But I digress… Although I now have my ticket for the ferry on June 20th, everything else is very much t.b.c. From what I have discovered about the route so far, a cycle clockwise would seem the best of the two options. It would mean cycling the more northerly parts of the route earlier in the summer and would also mean that, upon arrival in Klaipėda on the Lithuanian coast, I would have the option of cutting the trip short by taking a ferry to Lübeck. I’m not saying that I want to do this but it’s at least an option if time were running short. The date of the 20th June is specifically chosen as it would mean arriving on the continent on the morning of the longest day of the year (the ferry being an overnight voyage). It also marks the start of summer, obviously the best time to be on a bike. My nominal return trip on the ferry is September 20th, three months later. Is that enough time to cycle the entire route? I say ‘nominal’ as the ticket is flexible so can be easily changed. But staying for more than three months in the EU is problematic (thanks Brexit voters!). It’s not impossible however and I doubt there would be consequences if you happened to overstay your welcome by a few days. If you are wondering how I could possibly get time off work to embark on such a three-month trip, remember that although a teacher, I work as a supply teacher (or, as the pupils prefer to say ‘just a supply teacher’) so I decide when I work rather than any employer. I can highly recommend it!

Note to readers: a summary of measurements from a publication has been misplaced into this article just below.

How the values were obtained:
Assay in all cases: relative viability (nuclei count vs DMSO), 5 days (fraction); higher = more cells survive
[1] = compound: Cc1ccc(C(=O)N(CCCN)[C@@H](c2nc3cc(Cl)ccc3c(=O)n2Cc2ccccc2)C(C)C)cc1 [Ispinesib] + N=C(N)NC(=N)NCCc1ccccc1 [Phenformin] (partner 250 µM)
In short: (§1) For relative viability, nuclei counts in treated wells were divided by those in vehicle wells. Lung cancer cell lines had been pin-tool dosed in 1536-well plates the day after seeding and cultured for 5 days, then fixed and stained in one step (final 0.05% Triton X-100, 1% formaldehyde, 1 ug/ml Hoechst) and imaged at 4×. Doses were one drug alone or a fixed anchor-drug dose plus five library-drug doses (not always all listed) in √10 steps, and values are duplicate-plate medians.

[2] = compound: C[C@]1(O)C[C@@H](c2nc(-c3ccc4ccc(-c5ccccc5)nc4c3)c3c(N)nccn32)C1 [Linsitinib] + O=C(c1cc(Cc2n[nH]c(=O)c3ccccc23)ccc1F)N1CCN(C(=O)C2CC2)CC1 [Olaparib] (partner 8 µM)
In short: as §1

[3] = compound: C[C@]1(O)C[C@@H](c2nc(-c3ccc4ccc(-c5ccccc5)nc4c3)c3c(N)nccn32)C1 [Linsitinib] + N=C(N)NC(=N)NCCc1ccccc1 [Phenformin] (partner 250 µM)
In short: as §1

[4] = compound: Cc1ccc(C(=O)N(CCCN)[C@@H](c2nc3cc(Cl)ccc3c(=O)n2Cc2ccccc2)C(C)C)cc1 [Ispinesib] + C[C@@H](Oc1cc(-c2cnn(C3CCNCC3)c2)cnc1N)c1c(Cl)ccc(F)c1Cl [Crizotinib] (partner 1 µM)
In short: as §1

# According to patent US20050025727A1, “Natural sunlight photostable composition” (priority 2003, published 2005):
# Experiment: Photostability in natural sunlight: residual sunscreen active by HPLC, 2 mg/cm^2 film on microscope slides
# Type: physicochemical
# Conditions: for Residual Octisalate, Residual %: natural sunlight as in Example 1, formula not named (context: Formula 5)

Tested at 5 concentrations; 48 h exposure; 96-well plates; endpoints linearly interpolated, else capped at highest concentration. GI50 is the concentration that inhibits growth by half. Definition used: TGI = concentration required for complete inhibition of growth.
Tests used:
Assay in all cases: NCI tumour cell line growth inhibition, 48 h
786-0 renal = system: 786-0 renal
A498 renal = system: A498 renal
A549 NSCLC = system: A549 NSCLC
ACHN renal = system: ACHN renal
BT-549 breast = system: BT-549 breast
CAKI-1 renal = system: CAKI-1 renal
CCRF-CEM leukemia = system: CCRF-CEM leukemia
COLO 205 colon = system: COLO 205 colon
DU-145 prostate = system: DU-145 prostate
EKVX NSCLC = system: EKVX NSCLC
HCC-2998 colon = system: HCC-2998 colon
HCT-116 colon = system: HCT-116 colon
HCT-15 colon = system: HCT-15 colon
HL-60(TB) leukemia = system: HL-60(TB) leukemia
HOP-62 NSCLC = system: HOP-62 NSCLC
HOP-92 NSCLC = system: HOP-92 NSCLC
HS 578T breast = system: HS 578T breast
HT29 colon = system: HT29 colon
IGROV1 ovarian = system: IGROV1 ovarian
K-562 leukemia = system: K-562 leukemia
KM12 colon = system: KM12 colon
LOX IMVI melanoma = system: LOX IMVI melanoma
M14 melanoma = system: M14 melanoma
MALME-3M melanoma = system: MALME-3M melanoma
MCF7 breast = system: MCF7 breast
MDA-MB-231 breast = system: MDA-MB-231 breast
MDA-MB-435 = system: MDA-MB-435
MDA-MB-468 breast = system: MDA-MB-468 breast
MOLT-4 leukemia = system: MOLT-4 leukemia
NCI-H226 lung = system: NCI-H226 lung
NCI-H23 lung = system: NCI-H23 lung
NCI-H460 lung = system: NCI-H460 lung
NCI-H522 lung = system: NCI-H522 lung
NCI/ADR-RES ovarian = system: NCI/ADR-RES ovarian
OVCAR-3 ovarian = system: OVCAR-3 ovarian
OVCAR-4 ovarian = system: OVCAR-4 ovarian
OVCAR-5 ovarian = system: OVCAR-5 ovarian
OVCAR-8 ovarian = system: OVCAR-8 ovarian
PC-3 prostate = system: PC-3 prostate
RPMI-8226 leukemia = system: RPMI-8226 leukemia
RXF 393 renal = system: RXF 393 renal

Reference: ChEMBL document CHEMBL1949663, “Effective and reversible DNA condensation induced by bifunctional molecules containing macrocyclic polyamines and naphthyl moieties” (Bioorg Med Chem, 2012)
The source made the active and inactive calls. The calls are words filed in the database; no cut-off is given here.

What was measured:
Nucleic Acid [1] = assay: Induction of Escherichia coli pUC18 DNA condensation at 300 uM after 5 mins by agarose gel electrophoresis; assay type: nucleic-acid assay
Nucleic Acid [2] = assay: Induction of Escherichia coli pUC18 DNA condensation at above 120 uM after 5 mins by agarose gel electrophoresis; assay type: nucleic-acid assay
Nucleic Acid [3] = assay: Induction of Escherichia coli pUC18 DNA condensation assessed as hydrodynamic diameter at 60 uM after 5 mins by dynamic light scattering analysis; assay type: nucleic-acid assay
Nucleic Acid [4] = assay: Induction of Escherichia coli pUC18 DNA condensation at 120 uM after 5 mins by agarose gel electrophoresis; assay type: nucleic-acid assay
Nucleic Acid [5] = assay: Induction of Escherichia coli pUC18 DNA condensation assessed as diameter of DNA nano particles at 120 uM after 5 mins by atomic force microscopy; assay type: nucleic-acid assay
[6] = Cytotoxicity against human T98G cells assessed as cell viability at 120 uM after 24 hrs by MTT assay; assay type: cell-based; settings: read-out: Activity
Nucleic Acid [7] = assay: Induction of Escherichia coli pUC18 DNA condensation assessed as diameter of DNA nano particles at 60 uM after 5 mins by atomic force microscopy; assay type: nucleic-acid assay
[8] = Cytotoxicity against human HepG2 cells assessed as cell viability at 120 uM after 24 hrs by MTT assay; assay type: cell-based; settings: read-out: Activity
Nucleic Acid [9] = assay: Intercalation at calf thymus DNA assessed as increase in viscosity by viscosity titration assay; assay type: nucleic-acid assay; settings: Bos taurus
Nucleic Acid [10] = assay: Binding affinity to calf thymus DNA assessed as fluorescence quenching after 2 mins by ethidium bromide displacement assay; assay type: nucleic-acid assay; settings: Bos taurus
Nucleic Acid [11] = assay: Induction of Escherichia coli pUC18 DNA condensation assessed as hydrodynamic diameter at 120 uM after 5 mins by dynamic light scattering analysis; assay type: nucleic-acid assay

Other questions to spend time reflecting upon in the coming months: